1. Introduction

The Hadley cell (HC), a thermally direct circulation with a rising motion in the deep tropics and a sinking motion in the subtropics, is known to control hydroclimates in low latitudes and their long-term changes (e.g., Lau and Kim 2015). Recent studies have shown that its latitudinal width, that is, the distance from the Southern Hemisphere (SH) HC edge to the Northern Hemisphere (NH) HC edge, has increased in the last few decades (e.g., Seidel et al. 2008). Based on the zero-crossing latitude of 500-hPa mass streamfunction, HC widening in various reanalysis datasets is 0.2°–1.6° lat decade−1 (e.g., Davis and Rosenlof 2012; Lucas et al. 2014). This contrasts with the HC-strength change that is not consistent among the datasets (e.g., Nguyen et al. 2013).

These trends, however, are somewhat uncertain partly because of insufficient observations and rather short reanalysis datasets. For example, the range of the HC-width trend between different reanalysis datasets is an order of magnitude larger than its internal variability (Quan et al. 2014). To reduce such uncertainty and to identify its possible cause(s), state-of-the-art climate models have been extensively used. Among others, multimodel datasets archived for phase 3 (CMIP3; Meehl et al. 2007) and phase 5 of the Coupled Model Intercomparison Project (CMIP5; Taylor et al. 2012) have been widely used. Although coupled models significantly underestimate the HC trends estimated by reanalysis datasets (Johanson and Fu 2009; Garfinkel et al. 2015) mainly due to the internal variability (Allen et al. 2014; Mantsis et al. 2017), they qualitatively reproduce HC widening in the historical period. Most models also project that HC widening, along with its weakening, would continue in a warm climate (e.g., Lu et al. 2007; Hu et al. 2013; Seo et al. 2014). A series of attribution studies further documented that the observed and projected trends are primarily caused by the increasing greenhouse gas concentrations (Hu et al. 2013; Tao et al. 2016) and the stratospheric ozone depletion (Son et al. 2009b; Min and Son 2013). Although anthropogenic aerosols have also likely affected HC width (Allen et al. 2012; Allen and Ajoku 2016), their impacts are not yet clear especially in the SH (Tao et al. 2016).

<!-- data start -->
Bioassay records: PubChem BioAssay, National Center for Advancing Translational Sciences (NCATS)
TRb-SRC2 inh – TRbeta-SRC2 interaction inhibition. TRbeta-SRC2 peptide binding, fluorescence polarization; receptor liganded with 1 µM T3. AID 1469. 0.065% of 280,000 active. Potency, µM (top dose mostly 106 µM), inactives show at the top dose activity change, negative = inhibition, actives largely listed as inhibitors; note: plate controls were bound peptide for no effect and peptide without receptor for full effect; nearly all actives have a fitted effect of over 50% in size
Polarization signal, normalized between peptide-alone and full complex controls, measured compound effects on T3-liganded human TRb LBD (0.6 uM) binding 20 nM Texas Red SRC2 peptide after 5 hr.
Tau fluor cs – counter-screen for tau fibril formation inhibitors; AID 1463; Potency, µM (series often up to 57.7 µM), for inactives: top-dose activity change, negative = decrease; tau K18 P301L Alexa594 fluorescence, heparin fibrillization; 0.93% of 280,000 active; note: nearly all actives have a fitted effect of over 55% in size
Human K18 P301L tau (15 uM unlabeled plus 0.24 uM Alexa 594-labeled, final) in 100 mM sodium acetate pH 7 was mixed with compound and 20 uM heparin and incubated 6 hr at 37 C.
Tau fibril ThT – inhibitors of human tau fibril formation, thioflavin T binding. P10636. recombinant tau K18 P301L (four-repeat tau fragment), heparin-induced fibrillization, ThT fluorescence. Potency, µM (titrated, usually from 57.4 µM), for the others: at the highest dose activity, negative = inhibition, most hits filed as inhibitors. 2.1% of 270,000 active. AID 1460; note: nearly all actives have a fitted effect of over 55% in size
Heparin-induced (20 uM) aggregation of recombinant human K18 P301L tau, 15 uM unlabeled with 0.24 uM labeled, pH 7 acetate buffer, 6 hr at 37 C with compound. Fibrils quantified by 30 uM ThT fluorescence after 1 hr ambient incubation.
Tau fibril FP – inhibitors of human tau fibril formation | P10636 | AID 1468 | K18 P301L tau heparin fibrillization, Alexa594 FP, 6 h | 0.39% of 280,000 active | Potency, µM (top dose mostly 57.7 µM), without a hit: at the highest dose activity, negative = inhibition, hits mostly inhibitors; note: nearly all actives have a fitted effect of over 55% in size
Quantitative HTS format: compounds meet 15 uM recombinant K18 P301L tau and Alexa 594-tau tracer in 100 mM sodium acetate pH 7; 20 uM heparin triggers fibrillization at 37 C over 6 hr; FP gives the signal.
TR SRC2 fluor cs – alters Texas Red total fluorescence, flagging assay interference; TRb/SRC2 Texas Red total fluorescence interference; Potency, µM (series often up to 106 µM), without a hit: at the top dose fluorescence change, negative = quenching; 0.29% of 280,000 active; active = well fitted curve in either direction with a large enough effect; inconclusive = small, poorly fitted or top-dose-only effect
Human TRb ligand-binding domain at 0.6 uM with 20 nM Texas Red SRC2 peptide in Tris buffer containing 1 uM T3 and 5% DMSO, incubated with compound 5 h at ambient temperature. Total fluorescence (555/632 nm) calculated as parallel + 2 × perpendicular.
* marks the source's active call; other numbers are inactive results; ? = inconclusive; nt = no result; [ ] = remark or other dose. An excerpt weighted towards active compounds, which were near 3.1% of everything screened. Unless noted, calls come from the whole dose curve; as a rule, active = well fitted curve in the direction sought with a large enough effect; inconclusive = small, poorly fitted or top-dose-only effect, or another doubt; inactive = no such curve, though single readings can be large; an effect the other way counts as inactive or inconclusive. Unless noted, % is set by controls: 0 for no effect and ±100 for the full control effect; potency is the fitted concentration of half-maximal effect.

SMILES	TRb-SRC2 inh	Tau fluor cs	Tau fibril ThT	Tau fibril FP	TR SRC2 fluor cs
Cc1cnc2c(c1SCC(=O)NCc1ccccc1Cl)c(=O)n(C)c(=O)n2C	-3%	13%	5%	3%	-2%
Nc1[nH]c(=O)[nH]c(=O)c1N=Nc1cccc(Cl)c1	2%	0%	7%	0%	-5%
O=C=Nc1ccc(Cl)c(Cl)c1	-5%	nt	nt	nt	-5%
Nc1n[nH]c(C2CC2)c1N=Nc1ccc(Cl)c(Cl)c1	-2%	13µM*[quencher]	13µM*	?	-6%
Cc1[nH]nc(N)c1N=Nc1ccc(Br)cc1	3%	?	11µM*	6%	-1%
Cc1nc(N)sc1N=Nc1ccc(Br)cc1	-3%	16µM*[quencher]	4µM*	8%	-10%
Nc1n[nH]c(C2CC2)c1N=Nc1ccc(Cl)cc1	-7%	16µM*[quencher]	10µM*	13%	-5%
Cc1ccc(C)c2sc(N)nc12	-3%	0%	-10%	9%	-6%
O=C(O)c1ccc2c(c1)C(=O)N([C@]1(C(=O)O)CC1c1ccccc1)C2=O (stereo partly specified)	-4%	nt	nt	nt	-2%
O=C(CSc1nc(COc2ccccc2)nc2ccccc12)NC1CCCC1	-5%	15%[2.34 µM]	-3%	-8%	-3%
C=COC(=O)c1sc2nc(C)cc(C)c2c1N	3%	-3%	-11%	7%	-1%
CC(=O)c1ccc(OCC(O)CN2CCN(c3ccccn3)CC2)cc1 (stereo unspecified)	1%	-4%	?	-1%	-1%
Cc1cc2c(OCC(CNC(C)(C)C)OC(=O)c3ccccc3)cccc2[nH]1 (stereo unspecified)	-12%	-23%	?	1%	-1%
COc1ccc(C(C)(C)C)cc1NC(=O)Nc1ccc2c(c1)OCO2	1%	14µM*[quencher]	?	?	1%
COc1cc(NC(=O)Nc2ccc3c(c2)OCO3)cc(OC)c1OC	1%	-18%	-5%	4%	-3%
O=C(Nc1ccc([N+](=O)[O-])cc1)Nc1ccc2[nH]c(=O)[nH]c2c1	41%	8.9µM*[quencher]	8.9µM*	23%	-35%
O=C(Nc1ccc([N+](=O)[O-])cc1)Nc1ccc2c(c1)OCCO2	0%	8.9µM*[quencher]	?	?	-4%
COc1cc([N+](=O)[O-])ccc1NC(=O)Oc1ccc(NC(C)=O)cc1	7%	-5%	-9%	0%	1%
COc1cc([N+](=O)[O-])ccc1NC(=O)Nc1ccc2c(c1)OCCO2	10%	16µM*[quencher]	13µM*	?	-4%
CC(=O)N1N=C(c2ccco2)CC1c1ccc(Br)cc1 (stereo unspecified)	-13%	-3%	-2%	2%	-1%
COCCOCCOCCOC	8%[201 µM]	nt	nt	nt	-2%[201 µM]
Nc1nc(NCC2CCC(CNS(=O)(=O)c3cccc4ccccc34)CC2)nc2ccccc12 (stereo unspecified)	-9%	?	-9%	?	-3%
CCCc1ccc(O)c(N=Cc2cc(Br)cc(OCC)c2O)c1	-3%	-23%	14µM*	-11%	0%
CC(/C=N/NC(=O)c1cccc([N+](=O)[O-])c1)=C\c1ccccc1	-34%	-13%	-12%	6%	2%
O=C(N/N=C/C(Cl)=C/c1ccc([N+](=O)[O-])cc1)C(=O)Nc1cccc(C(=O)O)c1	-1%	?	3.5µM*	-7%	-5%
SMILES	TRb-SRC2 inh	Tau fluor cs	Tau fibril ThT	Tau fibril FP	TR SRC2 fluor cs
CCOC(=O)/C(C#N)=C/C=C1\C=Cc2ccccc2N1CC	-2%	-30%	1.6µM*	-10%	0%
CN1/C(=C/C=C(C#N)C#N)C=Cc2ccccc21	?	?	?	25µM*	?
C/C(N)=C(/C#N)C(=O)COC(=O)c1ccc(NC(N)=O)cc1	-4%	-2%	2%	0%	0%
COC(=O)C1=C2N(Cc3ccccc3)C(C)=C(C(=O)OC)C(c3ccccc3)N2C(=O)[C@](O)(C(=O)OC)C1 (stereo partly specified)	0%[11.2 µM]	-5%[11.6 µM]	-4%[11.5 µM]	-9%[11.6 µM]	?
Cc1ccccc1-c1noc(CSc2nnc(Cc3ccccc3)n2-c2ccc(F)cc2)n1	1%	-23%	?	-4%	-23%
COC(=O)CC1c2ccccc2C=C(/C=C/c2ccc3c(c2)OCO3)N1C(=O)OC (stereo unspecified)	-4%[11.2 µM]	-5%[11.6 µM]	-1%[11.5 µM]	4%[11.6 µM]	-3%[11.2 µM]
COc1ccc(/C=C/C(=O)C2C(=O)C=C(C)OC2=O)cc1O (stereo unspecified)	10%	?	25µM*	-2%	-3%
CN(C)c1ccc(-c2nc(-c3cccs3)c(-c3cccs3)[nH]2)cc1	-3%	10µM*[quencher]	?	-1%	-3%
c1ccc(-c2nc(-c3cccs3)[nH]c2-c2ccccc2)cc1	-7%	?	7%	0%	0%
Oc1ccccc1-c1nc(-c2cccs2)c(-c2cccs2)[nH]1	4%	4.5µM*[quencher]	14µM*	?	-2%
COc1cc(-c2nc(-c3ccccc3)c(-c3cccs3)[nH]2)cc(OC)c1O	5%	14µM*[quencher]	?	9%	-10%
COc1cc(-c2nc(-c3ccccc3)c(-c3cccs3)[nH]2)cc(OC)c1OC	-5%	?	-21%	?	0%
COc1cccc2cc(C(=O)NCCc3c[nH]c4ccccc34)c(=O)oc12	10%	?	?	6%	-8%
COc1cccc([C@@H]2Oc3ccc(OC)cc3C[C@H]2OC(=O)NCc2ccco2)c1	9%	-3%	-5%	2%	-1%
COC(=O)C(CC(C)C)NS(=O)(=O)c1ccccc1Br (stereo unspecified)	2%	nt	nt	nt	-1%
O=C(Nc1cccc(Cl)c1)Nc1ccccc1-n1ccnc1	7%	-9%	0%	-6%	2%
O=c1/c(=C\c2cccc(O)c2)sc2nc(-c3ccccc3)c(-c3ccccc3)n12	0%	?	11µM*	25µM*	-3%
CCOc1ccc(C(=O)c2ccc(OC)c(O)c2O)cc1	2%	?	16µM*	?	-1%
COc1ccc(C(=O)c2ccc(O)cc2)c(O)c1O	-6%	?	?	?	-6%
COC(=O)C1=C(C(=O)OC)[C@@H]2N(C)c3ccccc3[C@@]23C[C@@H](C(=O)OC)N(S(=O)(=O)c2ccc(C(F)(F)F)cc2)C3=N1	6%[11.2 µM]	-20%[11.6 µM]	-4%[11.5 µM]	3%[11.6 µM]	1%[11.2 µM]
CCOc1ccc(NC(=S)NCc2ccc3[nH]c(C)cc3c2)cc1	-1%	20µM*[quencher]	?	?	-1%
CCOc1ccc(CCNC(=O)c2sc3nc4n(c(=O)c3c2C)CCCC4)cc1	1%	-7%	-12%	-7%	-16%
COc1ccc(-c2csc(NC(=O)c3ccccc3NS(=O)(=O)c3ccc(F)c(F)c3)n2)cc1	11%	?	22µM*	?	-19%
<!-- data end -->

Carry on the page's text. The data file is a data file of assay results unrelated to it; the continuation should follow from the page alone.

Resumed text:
Unlike in the present and future climate, HC in the paleoclimate has not been well documented. A case in point is the HC during the Last Glacial Maximum (LGM), the latest cold period of the Ice Ages, about 21 000 years ago. Since LGM orbital forcing and continental distribution are comparable to the present climate, atmospheric general circulation in this period can be directly compared with the current climate. Based on a robust widening of the HC from the present to future climate, it is particularly anticipated that the HC width in LGM condition is somewhat narrower than that in the preindustrial (PI) condition. This speculation was partly evaluated by the model simulations archived for the Paleoclimate Modeling Intercomparison Project phase 2 (PMIP2; Braconnot et al. 2007) and phase 3 (PMIP3; Braconnot et al. 2012). Although low-resolution models showed no change in HC properties from LGM to PI conditions (Otto-Bliesner and Clement 2004; Rind and Perlwitz 2004), many PMIP2 and PMIP3 showed a slightly narrower HC during the LGM as compared to that during the PI condition (Rojas 2013).

However, quantitative evaluation of LGM HC and its comparison to present and future climate have not been conducted. It is particularly unclear how HC width and its strength in a cold climate differ from those in a warm climate. Following Chavaillaz et al. (2013), who examined SH westerlies in the PMIP3 and CMIP5 models, this issue is addressed in the present study by comparing multimodel datasets archived for both PMIP3 and CMIP5. Unlike the previous studies that are mostly based on transient climate simulations, this study examines equilibrium simulations. Specifically, LGM, PI, and extended concentration pathway 4.5 (ECP4.5) simulations are analyzed. For ECP4.5 simulations, only the last 100 years (i.e., twenty-third century) are considered when the global-mean surface air temperature (hereafter simply SAT unless specified) reaches equilibrium (Meinshausen et al. 2011). When ECP8.5 simulations are available, they are also analyzed to increase the sample size.